Those who are interested in forming a company in Singapore need to know that the advantages that have already been mentioned come with certain responsibilities. The process of forming a company is linked to certain legal actions which are regulated by the authorities. This has to be the case so that tax evasion, money laundering, financial abuses, and other illegal activities will be as rare as possible. The authorities in Singapore are always vigilant about such issues.
One of the legal actions which has to be performed before one is allowed to open and run a Singaporean company is the appointment of a director for the company. The company director is required to be a person who is either a permanent resident or citizen of Singapore or an Employment Pass holder. This can be proven by the residential address of the person to be appointed. If this address is in Singapore, then the person is eligible for the role of director. Every company can have one or more directors, but at least one of them must be from Singapore. In this way, the state has a guarantee that at least one person is accountable for the actions of the company. The company director must also be at least 18 years old. It is the shareholders’ duty to select the company director. Once appointed, the director is required to carry out a variety of duties including, but not limited to, the following: complying with reporting and disclosure requirements according to the Singapore Companies Act, complying with all obligations related to financial reporting, and providing those who require copies of financial statements with such copies, among others.
All Singapore companies also require a company secretary. This secretary, just like the director, must be a permanent resident or citizen of Singapore or an Employment Pass holder and at least 18 years old. Company secretaries must also possess the necessary qualifications, such as being a qualified person under the Legal Profession Act and a member of a recognized organization in Singapore. The secretary is appointed by way of a decision made by shareholders. The company secretary is required to be appointed at any time during the six-month period that immediately follows the registration and incorporation of the company. Among the duties of a company secretary include ensuring the accurate filing of tax assessments, making sure that procedures are followed during meetings of any type, and upkeeping the company’s constitution.
It is not always easy to ensure that all your company’s secretarial needs are fulfilled at all times. Fortunately for you, we at Paul Hype Page & Co can be of assistance in this regard. We offer high-quality secretarial services to companies in Singapore and beyond at reasonable prices.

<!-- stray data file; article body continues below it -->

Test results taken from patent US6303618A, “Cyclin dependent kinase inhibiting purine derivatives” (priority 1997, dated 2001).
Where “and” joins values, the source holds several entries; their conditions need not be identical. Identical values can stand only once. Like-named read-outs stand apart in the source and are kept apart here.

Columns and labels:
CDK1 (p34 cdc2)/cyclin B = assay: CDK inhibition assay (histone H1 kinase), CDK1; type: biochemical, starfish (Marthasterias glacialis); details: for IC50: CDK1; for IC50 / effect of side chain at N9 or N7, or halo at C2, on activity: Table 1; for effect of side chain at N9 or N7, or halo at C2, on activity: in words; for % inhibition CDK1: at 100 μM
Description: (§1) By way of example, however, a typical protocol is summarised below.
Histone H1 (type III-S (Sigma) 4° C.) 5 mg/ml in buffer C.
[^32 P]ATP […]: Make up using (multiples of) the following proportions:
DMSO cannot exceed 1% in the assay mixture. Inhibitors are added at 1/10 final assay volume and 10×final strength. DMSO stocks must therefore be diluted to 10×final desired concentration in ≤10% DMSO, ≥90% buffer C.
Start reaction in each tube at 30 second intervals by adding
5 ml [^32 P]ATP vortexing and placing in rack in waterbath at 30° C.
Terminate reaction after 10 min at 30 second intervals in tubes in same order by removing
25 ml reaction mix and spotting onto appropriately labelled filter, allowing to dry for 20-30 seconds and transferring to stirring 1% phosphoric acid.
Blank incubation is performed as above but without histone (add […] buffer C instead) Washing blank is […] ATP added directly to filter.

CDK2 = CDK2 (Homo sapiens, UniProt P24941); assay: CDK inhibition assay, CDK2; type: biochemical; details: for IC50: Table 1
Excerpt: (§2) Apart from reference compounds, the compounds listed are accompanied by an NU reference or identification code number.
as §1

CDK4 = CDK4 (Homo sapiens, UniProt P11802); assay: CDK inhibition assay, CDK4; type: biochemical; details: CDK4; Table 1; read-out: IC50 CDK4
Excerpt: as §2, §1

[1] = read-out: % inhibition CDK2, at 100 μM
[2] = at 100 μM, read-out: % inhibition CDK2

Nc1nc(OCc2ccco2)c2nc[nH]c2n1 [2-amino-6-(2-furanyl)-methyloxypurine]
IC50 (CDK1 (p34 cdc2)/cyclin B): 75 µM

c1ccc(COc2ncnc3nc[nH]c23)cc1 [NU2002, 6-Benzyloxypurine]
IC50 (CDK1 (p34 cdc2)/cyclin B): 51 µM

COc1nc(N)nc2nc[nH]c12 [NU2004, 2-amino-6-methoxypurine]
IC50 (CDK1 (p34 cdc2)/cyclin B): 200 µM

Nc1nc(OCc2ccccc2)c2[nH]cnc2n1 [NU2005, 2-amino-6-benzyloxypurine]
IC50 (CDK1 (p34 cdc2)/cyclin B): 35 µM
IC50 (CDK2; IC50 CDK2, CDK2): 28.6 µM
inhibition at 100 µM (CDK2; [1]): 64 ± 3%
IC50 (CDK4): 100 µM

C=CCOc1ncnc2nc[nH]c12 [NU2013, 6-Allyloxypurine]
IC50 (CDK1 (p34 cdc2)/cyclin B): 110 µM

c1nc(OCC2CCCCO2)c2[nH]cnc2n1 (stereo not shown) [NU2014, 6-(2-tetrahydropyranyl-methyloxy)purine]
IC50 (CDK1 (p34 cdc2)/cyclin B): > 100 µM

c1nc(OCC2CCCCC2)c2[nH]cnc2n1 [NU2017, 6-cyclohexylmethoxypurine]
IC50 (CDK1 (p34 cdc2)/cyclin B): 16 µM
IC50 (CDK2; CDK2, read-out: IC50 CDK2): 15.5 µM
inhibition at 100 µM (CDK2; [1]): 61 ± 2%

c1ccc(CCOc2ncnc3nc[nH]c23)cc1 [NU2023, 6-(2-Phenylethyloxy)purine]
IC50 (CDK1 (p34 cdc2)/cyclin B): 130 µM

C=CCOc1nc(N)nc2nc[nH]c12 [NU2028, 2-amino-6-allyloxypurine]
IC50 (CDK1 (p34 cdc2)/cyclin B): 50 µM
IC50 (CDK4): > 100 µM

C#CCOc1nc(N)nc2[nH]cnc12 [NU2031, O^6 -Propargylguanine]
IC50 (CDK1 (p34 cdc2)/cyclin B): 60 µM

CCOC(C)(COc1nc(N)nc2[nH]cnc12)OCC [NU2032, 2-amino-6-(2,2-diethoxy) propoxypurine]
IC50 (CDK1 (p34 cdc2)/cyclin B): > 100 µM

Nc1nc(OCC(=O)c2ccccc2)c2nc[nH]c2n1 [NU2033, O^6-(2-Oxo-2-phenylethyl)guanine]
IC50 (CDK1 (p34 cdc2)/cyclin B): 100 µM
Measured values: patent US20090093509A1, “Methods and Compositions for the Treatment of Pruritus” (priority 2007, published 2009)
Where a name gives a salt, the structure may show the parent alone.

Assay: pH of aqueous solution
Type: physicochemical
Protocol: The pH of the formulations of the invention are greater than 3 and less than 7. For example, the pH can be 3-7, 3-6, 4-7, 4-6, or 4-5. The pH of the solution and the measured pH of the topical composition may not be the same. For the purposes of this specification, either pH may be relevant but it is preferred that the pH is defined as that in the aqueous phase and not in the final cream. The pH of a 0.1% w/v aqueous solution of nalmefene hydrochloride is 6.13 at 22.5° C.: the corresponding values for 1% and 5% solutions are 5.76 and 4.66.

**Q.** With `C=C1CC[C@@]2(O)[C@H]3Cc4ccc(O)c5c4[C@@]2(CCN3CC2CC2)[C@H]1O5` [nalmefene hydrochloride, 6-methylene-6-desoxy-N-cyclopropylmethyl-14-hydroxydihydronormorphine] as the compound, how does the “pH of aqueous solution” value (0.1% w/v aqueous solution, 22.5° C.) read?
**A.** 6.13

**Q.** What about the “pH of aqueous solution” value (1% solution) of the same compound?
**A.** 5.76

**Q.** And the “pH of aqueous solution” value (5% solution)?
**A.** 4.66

Some of the other requirements for the incorporation of a Singapore company include a number of shareholders between one and 50, a registered address in Singapore, an approved company name, and paid-up capital of at least S$1. Once everything has been settled, the prospective company owner will receive a Certificate of Incorporation and a Company Business Profile from the authorities.
Singapore Companies and Financial Year-end Documents
Just as is the case in any other country, companies in Singapore need to submit documents at the end of the company’s financial year. The annual returns must be submitted after the annual meeting of a company to the Accounting and Corporate Regulatory Authority (ACRA), which serves as the country’s company registrar. All financial year-end documents must include information on tax returns, the directors’ report, and Form C should the situation call for it. Form C is the company’s declaration of income for the year of assessment (YA). Form C is submitted every year to IRAS, the nation’s primary tax authority. Filing of Form C must be completed by November 30 every year if paper filing is used, or December 15 if e-filing is used.
Estimated chargeable income (ECI) is also required to be filed after each financial year. A company’s ECI is the estimate of its taxable income in the most recent financial year. All Singapore companies are required to file ECI within the three months directly following the end of the financial year. During the final month of the financial year, all companies will receive a notification from IRAS to remind them to file ECI.
Not every company must file ECI. Companies which have an annual revenue of S$5 million or less and an ECI of “nil” are not required to do so. The companies which fulfil these criteria must, however, conduct self-assessment. There are also certain entities which are also exempt from filing ECI. These entities include foreign universities, approved CPF unit trusts, designated unit trusts, certain foreign ship owners or charterers, and certain real estate investment trusts. In some cases, IRAS might even grant a specific waiver via an advance ruling.